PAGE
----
Besides the suit and tie, there is one more crucial piece of attire: he always has a yarmulke on his head -- outside, inside, anywhere. (And on Shabbos and Jewish holidays, he wears a streimel -- a round, fur hat Hasidic men don on special occasions.)

Many years ago, when Haskel Besser was a young man living in British Palestine, a prospective colleh (bride) asked him why he continued to wear this outfit, which may have made sense in Poland, but seemed to make no sense in the airless humidity and heat of Tel Aviv.

"She had a point," the rabbi admits. "It was uncomfortable. But I dressed that way then and now because my father and his father did the same."

Traditions, for Rabbi Besser, come in all sorts of large and small packages and he considers all of them important. But there is another crucial facet to this man's personality that sets him apart from many other equally observant Jews who dress the same way and follow the customs of their forefathers. He is also very much a part of the outside, non- Jewish world. His circle of friends includes Jews and non- Jews. He has a deeply sophisticated knowledge of literature, music, and politics. And while his understanding of Talmud and Torah is legendary and he is respected by the most famous rebbes in the world, his admirers extend far beyond that world. He has been an invited guest at White House dinners and presidential inaugurations. He is the recipient of one of Poland's highest civilian medals and he is admired throughout Germany and Austria. He even counts the president of Romania as a good friend. But power brokers are hardly the epicenter of the rabbi's life.

With a unique sense of humor and a special knack for telling a story, he is also a master of the disarming gesture. The rabbi has been known to be distracted by moths.

One Friday night, a moth was flitting about the window of the Besser dining room during the Shabbos dinner. The candles were glowing, the rich, warm smells of dinner wafted through the room, and the rabbi got up to open the window to let the confused insect outside.

"It looks like the butterfly would rather be out than in," he said.

A guest corrected him: "It isn't a butterfly, it's a moth."

"I know," the rabbi responded with that smile, "but it's Shabbos and I wanted the moth to feel a little better about itself. Everyone should feel better on Shabbos."

All creatures -- high and low -- get equal treatment.

The Shtibel

Rabbi Besser has a definite destination when he leaves his house at 6:30 every morning. It's the same trip he has made daily for the past fifty years: he crosses the street.

The destination is a brownstone house that, except for the discreet Hebrew lettering over the front door, looks like all the other brownstones on this residential block of Manhattan's Upper West Side. But walking through the front door of that brownstone is like walking through a portal into another era. You could easily be in Eastern Europe a century ago.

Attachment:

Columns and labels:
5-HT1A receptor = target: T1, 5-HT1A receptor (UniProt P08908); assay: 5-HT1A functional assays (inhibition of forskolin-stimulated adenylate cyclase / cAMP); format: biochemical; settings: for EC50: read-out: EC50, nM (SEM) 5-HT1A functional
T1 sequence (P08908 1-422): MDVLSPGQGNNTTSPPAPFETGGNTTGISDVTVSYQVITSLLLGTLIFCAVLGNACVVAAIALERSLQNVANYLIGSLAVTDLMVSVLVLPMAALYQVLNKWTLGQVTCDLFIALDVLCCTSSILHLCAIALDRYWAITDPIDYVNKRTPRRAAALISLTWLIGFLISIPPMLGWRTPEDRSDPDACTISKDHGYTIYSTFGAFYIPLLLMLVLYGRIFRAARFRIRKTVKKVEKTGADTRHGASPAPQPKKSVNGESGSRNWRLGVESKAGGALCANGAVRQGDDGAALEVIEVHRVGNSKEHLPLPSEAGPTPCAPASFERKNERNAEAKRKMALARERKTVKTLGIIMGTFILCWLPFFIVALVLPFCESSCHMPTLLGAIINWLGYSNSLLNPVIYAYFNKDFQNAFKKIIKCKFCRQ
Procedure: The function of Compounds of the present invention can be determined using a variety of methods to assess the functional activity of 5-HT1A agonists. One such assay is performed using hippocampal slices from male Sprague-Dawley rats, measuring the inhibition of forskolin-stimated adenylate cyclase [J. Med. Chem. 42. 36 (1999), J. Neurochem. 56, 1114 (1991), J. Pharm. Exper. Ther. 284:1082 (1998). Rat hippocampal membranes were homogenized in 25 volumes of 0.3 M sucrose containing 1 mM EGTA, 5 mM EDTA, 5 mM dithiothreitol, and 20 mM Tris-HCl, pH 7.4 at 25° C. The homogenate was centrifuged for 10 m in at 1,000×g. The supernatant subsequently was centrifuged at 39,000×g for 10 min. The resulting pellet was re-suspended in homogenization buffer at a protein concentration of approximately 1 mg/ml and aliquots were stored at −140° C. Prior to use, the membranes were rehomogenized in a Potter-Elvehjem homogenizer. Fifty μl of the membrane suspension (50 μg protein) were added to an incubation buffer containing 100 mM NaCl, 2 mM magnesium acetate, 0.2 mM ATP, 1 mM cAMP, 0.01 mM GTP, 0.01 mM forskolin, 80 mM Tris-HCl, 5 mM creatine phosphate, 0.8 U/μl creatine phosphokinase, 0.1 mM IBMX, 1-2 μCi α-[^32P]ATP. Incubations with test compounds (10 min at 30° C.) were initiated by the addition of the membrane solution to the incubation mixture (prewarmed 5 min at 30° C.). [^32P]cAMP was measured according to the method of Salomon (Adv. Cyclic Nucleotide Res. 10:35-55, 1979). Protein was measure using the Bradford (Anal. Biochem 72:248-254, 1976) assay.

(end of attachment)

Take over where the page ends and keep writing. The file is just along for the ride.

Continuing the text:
At 6:30 in the morning, the rabbi is often the first person to arrive. He goes through the usual ritual of unlocking the door, turning on the lights, and walking up the stairs, perhaps a bit slower than he once did. Sometimes "Doc," his friend and the unofficial caretaker of the building (Doc's day job is cardiology), gets there first and takes care of these mundane details. But the rabbi is happy to do them himself.

The initial observation of a first-time visitor to this brownstone is how unfancy everything is. The first floor contains only a metal coatrack with wire hangers. There's a small sink for washing hands and a bulletin board with various community announcements tacked up in a haphazard way. On the right is the staircase, covered by a frayed and wornout carpet, which leads to the main room on the second floor. It smells a little like the stacks of a university library containing endless shelves of books dating back to the nineteenth century.

At the top of the steps, a plain curtain separates you from the main room of the building. Pulling it back leads to the next surprise: a scene of what appears to be complete disorganization. Prayer books are scattered on various tables, and the chairs and tables are set in what appears to be a completely random way.

Although this is a house of worship, it is unlike most of the thousands of synagogues and churches throughout the United States where pews are placed in strict regimental order, all facing the front ...

The Rabbi of 84th Street
The Extraordinary Life of Haskel Besser
. Copyright © by Warren Kozak. Reprinted by permission of HarperCollins Publishers, Inc. All rights reserved. Available now wherever books are sold.

What People are Saying About This

Elie Wiesel
“A moving portrait of a warm person.”

Meet the Author

Warren Kozak is a journalist who has written for top network news anchors over the past twenty-five years. Winner of the prestigious Benton Fellowship at the University of Chicago in 1993, he has appeared on PBS and NPR as well as in the Washington Post, the Wall Street Journal, and other newspapers and magazines. Warren Kozak was born and raised in Wisconsin.